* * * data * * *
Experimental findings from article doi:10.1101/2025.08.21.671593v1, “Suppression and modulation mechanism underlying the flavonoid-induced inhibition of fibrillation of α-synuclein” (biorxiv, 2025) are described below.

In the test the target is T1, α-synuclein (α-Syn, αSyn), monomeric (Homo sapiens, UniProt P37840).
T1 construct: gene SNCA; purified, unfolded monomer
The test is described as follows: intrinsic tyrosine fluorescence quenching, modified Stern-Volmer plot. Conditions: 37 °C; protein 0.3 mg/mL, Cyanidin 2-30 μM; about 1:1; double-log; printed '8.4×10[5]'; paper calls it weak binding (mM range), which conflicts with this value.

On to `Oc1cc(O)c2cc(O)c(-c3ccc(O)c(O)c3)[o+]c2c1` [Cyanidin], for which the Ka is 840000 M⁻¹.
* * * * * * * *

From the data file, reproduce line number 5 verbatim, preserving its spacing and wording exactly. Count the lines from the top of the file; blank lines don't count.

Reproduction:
On to `Oc1cc(O)c2cc(O)c(-c3ccc(O)c(O)c3)[o+]c2c1` [Cyanidin], for which the Ka is 840000 M⁻¹.